Both decal options are overall silver/metal color. If you pick the 4th FG aircraft you will be masking and painting the red nose, rudder and the black recognition stripes since no decals are provided for that. The Nooky Booky IV version only requires a red spinner over which goes a yellow decal. For paint I used Alclad aluminum. I had to relearn a hard lesson about following the Alclad instructions as far as air pressure (15psi). The first round of paint with excessive pressure resulted in my airbrush spitting globs of paint on the model! I tried to fix the worst of it but with a deadline approaching it’s not perfect. I masked and airbrushed the olive drab anti-glare panel. I also undercoated the nose behind the prop with white where the checkerboard decal goes. The spinner was a custom mix with brush application. The decals are well-printed and easy to work with. The one exception being the kill markings. The kill marks are those symbols that cannot be named or represented whole in an internationally marketed kit. Dragons’ solution was to build each mark with three decals. The end result works but is an exercise in tedium. A few downers on the decals, the yellow stripe for the spinner is too short if you position it where it’s supposed to be. I filled the gap with testors yellow and over painted the whole stripe to ensure it matched. The other decal issue is missing stencils and placards for the airframe and cockpit. A kit in this scale should have all of those markings present. Final assembly started with the mounting of the main gear. Alignment of these parts was complicated by a strange mounting system that provided no positive positioning for the main gear. I fixed them in place with thick superglue and adjusted them until they set. The vinyl tires painted up well and have great tread detail. The best part was they have no seams on them so the finished gear looks really good. There are no actuators on the main wheel doors. You can get away with that because the gear doors were normally closed while the aircraft ran. They would bleed down as the system lost pressure. The K-14 gun sight is a very nice copy of the original. The canopy is slide molded but has a slight ridge down the middle. My windscreen part did not fit well. Also, there’s no pitot tube provided. The 110-gallon paper tanks were hung from the wings. The disappointment here is a lack of plumbing that the 75-gallon tanks have in the kit. As for the exhaust stacks, they should protrude more at the front then the rear and you have to shim them out to make them look right.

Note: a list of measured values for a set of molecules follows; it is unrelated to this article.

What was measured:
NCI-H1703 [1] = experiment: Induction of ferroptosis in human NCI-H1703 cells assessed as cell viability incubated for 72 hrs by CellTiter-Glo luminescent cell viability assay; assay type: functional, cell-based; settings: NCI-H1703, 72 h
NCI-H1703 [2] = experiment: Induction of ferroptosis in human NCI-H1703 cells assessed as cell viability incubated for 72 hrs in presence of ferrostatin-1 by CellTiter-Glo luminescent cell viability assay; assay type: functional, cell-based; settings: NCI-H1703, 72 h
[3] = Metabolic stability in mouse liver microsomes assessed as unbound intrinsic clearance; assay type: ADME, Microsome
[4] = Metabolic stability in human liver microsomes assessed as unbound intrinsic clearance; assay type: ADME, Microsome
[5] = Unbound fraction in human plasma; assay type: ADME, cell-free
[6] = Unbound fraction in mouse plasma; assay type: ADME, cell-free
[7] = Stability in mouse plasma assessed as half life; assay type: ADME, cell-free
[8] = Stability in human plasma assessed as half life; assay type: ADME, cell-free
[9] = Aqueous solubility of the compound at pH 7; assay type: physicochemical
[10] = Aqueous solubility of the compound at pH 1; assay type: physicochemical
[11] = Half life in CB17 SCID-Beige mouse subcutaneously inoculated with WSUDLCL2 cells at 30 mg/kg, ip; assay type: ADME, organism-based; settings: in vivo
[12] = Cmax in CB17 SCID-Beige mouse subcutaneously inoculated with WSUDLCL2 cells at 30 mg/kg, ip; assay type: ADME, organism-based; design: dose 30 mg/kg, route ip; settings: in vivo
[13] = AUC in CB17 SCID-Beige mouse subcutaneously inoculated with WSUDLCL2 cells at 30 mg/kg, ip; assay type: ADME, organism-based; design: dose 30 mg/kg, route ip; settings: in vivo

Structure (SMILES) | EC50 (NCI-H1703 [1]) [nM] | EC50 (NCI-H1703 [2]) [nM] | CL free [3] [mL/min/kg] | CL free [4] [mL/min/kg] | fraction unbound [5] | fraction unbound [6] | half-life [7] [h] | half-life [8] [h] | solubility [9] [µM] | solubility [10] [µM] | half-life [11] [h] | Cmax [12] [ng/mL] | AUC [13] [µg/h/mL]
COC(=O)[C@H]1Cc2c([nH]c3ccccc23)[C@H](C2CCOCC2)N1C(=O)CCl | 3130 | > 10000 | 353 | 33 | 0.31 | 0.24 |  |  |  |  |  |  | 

This is first of the new generation 1/32 Mustangs I’ve built since I did the Revell P-51B many years ago. As one of the most kitted airplanes of all time the bar is set very high for any release of it these days. I think Dragon hit the mark for the most part. There’s enough detail here to build an interesting model right from the box. With the exception of the wing guns that require a lot of work to display open, the rest of the detail is put in places it can be seen. That also reveals some of the places that fall a bit short. In the cockpit, a soft throttle quadrant and a seat that appears too narrow for the space and no placards are some of downsides. The moving control surfaces are pretty cool, but can be difficult to work around. The landing gear and gear doors seem a big chunky for the scale but blend into the build when complete. The decals work and are of good quality. On the plus side, slide molding has given us hollow guns barrel ends and exhaust stacks. The instrument panel is a clear part, PE and decal sandwich that look really good built up. The overall shape and dimensions capture the essence of the Mustang. The exception to me is the canopy bulge that looks a bit overdone. I really liked the vinyl tires. This is a vast improvement over the 1/32 Mustangs of old. I would give this kit an eight out of ten. The price point is about half of what the competition costs. I’ll leave it up you to decide if the extra money is worth it. While Dragon has clearly raised the bar on precision, the aforementioned missing details leave room for the crown to be claimed. I want to thank Dragon for providing a sample of my all time favorite airplane and IPMS USA for sending it my way to bring to life for you.